AusGeo News June 2007 Issue No. 86
The Australian Petroleum Production and Exploration Association (APPEA) has recognised the sustained, high-level contributions to the evaluation of Australia’s offshore petroleum potential by Dr Marita Bradshaw from Geoscience Australia, by awarding her the prestigious Lewis G. Weeks Gold Medal at the recent APPEA Annual Conference.
The medal commemorates the work of Dr Lewis G Weeks, the legendary geologist who played a central role in discovering the Bass Strait oil province. The medal is awarded annually to someone who has ‘made an outstanding contribution to the art, science and practice of petroleum exploration which in turn has materially encouraged or stimulated the climate for exploring for and producing oil and gas in Australia.’
‘Throughout her career, Dr Bradshaw has worked tirelessly to understand the petroleum potential of Australia and to convey that understanding to petroleum exploration companies around the world’ observed Geoscience Australia’s CEO, Dr Neil Williams. He also pointed out how Dr Bradshaw’s enthusiasm and commitment have helped promote Australia’s petroleum potential to a large national and international audience, and have especially helped in the search for new petroleum provinces in the offshore areas of Australia.
‘With 25 years of government and petroleum experience, she has helped formulate strategies that have cemented Geoscience Australia as a world-class geoscience organisation whilst for the petroleum industry, she has helped provide relevant, quality data and analysis in a timely manner, especially for the annual acreage releases. Dr Bradshaw is a shining example of how industry and government can work together for a superior result, and for the benefit of Australia’ Dr Williams said.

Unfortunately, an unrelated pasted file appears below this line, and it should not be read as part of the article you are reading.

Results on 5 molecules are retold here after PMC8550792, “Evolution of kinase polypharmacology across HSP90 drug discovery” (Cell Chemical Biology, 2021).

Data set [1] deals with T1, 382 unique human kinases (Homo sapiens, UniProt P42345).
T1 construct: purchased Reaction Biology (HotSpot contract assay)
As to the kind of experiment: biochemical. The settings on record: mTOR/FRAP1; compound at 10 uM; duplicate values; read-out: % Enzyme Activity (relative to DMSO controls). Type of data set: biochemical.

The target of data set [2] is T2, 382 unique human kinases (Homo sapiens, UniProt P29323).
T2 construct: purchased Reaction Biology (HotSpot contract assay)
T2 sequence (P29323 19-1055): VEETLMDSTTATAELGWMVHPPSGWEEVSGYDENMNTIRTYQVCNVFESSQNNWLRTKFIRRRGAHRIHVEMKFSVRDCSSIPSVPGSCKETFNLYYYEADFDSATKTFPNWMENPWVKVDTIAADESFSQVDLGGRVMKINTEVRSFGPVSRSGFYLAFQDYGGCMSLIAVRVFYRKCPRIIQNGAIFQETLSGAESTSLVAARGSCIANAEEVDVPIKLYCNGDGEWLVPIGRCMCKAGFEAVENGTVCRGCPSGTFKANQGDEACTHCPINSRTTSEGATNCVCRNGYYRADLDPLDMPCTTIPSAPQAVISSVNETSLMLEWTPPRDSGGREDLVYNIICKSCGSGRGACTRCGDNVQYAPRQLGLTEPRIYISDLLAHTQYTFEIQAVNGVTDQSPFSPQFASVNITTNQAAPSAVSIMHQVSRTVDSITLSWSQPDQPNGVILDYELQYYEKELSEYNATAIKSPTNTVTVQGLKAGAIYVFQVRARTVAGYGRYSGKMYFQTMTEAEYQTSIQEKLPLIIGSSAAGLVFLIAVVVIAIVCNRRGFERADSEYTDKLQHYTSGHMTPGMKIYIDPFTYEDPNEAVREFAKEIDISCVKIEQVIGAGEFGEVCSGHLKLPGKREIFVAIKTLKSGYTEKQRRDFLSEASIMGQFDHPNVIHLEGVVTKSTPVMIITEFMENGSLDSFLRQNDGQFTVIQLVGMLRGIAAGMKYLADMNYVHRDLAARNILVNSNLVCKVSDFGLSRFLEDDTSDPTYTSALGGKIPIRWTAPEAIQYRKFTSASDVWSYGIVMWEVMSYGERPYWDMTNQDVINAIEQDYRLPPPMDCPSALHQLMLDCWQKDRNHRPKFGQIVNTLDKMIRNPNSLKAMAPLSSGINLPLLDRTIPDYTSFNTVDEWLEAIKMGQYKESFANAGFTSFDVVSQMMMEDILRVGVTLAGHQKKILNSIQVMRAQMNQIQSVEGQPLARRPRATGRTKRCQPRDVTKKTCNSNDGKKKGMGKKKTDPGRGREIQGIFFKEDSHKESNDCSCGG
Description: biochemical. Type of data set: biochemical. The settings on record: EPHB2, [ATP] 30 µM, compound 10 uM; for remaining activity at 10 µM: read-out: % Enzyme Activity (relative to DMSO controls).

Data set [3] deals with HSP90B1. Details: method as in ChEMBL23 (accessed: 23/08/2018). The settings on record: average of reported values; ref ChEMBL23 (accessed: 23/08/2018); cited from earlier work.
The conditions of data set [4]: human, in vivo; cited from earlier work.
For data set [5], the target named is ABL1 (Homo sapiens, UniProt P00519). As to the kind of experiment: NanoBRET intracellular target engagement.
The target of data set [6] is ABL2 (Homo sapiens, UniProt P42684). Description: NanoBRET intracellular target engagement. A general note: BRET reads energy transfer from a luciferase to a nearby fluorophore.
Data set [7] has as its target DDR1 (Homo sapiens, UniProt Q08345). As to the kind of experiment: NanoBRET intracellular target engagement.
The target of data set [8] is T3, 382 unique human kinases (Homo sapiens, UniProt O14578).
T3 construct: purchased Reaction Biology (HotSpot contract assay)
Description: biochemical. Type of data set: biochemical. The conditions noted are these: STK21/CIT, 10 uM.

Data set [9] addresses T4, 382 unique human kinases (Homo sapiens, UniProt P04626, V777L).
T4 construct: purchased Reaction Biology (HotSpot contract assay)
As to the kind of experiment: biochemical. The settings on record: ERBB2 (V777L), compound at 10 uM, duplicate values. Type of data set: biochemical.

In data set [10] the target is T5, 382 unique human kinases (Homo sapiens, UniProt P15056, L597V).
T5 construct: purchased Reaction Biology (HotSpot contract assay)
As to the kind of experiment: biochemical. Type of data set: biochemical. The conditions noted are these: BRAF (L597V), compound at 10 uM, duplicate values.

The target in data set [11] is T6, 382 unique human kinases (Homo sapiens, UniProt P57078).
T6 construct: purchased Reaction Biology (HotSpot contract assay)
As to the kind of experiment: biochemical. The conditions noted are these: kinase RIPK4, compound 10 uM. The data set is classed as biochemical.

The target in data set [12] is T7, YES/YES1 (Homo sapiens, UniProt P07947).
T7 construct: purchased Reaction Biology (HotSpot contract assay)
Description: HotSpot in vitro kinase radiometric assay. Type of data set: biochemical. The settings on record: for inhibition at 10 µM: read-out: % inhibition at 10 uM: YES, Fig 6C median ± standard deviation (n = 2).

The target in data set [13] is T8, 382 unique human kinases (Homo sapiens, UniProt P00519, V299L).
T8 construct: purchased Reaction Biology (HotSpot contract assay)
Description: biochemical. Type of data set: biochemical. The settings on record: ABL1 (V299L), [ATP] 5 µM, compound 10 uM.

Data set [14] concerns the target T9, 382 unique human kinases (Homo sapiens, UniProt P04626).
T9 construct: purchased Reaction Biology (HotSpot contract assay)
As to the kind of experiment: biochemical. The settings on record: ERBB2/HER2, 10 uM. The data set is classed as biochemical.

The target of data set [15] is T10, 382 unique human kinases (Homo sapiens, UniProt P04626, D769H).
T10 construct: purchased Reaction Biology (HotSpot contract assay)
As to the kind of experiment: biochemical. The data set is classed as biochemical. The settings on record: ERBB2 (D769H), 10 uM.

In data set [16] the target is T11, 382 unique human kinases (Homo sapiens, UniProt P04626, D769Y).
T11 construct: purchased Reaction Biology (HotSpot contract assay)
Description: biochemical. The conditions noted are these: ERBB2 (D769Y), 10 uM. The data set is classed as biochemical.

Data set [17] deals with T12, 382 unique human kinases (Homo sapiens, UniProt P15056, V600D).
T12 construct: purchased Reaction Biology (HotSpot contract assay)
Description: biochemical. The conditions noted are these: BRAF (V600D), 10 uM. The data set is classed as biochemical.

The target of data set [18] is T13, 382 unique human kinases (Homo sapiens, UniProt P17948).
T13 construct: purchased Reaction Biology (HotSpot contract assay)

Geoscience Australia in conjunction with the former Department of Environment and Heritage (now Department of Environment and Water Resources: DEWR) has completed a detailed spatial analysis of seabed geomorphology and sedimentology of the Southwest (SW) marine region. These results provide quantitative information on the geomorphology and sedimentology of the seabed for more than 1000 new and 100 existing samples and fill the largest gap in our knowledge of Australia’s marine jurisdiction.
Samples were procured from Geoscience Australia’s existing marine sediment repository and from 10 external agencies located in Australia, North America and Europe. Many of the samples used in this study, previously unavailable, are now archived at Geoscience Australia where they can be accessed for future study.
This study represents the most up-to-date and largest quantitative regional synthesis of the geomorphology and sedimentology ever completed for the SW marine region. The data and geological interpretations will support regional marine planning by DEWR by helping marine managers characterise the seabed, including the identification of unique features.
Although the SW marine region covers 1 375 000 square kilometres or approximately 15 per cent of Australia’s Exclusive Economic Zone, the previously available quantitative data for the sedimentology of the seabed came from less than 200 samples. This represented one assay for every 5000 square kilometres and consequently our knowledge of the physical nature of the seabed for this region was relatively poorly-known. Following this study, sample density in the region now averages one sample for every 500 square kilometres of the continental shelf (24 per cent of the total area) plus one sample for every 2000 square kilometres of the deeper water areas (the slope, rise and abyssal plain/deep ocean floor) which make up the remainder (figure 1).